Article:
This deal would deliver the biggest shake-up in high street banking in a generation
Property prices dipped by 0.7% in July and are now down 2.6% on a year ago, the sharpest annual decline since August 2009, according to Nationwide. The average home is now worth £164,389 compared to £163,822 in December 2011.
Property prices have dropped 13% below their 2007 peak on the Nationwide index and have returned to the same levels as May 2006. However, although this looks to be gloomy news, when compared with the performance of the UK economy as a whole, house prices are showing resilience.
Economists at Nationwide say the UK economy has contracted by 1.4% over the past nine months, and is now 4.5 percentage points smaller than it was in the first quarter of 2008. While UK prices are 13% below their 2007 peak, this is less than the declines seen in other countries.
House prices in Netherlands, USA and Spain have all fallen further than the UK, with Dutch house prices down 15%, US prices down 18% and Spanish prices down 24%.
The disappointing house price data has coincided with an outbreak of cut-rate mortgages from banks and building societies, with the Leeds Building Society offering a two-year fixed rate mortgage at 3% and NatWest, HSBC and Santander offering five-year fixed rate mortgages at rates below 3%.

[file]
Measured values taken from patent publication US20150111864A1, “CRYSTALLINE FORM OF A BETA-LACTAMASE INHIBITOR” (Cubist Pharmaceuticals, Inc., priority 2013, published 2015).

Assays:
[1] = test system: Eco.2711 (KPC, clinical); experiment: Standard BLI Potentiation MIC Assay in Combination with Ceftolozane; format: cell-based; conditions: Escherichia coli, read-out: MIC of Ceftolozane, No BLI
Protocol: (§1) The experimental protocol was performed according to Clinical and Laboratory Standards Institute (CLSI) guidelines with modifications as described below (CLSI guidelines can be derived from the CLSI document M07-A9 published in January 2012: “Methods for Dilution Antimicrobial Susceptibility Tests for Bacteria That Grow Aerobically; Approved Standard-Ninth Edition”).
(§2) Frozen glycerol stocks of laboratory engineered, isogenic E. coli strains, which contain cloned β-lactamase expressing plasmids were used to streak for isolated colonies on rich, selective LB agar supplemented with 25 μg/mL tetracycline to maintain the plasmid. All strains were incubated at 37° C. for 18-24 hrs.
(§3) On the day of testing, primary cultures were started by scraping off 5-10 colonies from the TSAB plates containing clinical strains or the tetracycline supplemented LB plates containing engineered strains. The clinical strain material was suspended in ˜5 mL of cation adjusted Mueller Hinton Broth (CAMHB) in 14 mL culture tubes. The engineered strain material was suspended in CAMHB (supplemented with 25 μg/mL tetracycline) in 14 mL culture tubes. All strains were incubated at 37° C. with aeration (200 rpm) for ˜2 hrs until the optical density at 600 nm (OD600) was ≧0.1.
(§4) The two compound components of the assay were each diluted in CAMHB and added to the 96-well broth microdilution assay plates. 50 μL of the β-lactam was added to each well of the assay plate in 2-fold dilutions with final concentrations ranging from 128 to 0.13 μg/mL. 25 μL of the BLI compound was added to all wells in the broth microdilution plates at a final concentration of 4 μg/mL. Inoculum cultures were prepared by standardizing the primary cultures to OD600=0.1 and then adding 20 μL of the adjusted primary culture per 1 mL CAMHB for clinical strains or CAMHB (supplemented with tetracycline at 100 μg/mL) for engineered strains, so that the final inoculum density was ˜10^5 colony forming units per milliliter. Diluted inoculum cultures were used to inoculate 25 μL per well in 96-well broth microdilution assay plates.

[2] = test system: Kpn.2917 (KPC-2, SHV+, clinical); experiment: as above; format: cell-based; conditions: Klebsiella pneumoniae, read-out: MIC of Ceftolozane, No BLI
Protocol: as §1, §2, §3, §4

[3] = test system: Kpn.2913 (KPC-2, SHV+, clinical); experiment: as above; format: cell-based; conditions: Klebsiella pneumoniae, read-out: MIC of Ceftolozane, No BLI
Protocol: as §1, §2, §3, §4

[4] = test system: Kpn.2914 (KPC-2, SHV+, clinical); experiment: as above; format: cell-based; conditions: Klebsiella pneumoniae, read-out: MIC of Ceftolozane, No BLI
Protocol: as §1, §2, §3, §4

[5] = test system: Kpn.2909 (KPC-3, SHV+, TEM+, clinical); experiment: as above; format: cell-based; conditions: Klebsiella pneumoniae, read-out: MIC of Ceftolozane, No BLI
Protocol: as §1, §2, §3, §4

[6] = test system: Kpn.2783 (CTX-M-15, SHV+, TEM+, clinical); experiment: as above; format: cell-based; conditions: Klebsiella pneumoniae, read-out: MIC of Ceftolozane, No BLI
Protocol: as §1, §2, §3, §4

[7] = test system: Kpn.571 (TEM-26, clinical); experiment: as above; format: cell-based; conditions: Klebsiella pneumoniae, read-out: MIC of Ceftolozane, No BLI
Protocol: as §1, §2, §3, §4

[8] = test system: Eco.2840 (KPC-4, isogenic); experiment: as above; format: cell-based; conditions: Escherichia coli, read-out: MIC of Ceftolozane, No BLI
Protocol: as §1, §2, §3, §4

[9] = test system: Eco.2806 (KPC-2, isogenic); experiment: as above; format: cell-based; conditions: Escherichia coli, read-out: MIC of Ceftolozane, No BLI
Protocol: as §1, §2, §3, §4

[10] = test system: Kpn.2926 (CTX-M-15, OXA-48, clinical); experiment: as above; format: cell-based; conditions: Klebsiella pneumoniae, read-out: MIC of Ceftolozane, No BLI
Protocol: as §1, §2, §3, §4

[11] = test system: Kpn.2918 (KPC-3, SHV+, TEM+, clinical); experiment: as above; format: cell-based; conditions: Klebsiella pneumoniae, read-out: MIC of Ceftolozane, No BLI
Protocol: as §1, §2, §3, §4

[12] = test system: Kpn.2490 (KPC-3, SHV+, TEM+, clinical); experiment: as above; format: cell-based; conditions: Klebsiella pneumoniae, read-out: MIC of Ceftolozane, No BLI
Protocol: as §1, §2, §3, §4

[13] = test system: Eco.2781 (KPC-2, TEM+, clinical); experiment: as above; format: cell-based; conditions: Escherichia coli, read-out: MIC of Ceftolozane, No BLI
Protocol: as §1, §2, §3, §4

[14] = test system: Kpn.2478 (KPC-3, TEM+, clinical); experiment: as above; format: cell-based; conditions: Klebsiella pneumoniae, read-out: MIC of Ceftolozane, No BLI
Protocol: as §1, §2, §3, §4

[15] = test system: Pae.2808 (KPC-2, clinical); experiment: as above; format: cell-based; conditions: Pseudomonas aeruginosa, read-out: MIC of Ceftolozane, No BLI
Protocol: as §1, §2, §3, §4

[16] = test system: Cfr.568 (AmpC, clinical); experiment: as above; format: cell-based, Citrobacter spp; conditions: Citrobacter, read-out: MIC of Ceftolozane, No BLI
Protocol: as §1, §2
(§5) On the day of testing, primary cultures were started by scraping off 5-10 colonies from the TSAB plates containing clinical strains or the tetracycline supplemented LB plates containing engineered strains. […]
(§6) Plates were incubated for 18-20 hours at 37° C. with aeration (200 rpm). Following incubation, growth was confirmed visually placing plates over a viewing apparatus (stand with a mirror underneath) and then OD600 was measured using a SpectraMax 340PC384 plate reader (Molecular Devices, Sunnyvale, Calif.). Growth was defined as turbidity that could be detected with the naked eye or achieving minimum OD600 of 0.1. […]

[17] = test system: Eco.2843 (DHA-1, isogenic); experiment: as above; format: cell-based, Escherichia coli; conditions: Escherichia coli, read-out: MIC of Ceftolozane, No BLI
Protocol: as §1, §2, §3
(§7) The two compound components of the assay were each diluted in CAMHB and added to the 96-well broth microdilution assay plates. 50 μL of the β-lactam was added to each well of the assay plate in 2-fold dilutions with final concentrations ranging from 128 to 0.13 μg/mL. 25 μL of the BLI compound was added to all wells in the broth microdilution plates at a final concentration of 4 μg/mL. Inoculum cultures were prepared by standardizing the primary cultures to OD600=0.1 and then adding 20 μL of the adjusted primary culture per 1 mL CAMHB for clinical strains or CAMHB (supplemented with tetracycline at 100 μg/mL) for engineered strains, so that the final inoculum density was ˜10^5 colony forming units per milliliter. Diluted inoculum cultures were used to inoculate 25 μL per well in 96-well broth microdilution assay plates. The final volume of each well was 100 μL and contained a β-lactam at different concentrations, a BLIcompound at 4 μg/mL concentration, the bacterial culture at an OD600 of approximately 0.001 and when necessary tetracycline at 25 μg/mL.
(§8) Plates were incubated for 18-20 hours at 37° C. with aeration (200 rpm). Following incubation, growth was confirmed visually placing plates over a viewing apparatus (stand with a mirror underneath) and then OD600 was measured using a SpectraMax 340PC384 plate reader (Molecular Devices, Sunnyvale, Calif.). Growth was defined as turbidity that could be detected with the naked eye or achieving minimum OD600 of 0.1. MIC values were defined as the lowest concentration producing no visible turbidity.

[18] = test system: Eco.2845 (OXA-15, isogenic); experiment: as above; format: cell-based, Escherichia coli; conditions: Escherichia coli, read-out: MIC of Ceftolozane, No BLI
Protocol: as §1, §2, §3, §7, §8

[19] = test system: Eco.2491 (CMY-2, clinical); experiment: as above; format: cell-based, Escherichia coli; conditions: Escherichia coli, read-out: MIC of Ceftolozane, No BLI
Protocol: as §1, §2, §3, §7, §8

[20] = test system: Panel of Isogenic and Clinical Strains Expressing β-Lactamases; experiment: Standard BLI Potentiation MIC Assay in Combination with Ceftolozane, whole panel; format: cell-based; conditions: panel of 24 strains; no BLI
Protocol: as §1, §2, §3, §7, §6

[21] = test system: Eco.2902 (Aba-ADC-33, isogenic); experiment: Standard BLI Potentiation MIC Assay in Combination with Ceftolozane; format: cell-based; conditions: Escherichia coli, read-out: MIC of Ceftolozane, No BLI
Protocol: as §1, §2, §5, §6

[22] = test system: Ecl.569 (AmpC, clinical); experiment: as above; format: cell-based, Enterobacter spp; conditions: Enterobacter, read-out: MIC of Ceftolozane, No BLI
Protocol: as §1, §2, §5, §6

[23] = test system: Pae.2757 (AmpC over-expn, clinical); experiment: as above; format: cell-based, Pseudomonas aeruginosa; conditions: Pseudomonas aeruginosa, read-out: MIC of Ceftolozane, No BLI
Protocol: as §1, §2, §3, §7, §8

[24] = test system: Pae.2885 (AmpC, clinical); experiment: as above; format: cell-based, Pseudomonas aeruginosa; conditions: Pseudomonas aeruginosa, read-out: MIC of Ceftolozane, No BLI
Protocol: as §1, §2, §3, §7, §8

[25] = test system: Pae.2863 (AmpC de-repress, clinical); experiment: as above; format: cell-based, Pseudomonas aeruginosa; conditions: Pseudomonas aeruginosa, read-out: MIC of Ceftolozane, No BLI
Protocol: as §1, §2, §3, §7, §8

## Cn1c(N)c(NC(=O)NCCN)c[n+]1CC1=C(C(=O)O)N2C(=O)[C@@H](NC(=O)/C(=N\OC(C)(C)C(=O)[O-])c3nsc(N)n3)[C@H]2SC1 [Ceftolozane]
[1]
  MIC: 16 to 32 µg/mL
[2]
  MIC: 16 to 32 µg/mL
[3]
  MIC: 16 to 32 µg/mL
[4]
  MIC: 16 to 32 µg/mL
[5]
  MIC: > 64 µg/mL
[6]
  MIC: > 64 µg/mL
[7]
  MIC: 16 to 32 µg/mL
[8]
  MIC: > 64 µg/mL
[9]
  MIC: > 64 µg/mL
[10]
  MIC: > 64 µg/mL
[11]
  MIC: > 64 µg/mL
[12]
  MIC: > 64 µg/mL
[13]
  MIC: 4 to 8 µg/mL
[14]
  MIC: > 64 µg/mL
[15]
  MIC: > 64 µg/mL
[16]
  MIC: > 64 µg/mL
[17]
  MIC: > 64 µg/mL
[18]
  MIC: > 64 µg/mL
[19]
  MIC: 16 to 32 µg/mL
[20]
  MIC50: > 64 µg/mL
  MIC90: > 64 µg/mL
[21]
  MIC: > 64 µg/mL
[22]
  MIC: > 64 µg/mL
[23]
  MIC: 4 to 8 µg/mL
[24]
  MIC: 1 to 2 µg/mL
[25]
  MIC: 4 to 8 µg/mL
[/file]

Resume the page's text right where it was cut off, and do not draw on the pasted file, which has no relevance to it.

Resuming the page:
However, these mortgages are aimed at buyers with at least a 40% deposit and come with fees ranging from £1,500 to £2,500.
Property analysts say this surge in mortgages is down to the launch today of the government’s Funding for Lending Scheme. The scheme aims to boost the availability of credit to households and firms by guaranteeing the availability – and lowering the cost – of the funds that banks and building societies need to do business.
Ashley Alexander, managing director of the estate agent review website MeetMyAgent, said: “The property market seems to be mirroring the economy – there is a far closer correlation between the two than there has been in the past.
“The hope is that the Funding for Lending scheme, and the end of the Olympics, will see a surge in activity in the autumn and inject some much-needed momentum into the housing market.
“Even if there is a greater availability of credit, the question is whether there is the demand for this credit -consumers remain very cautious.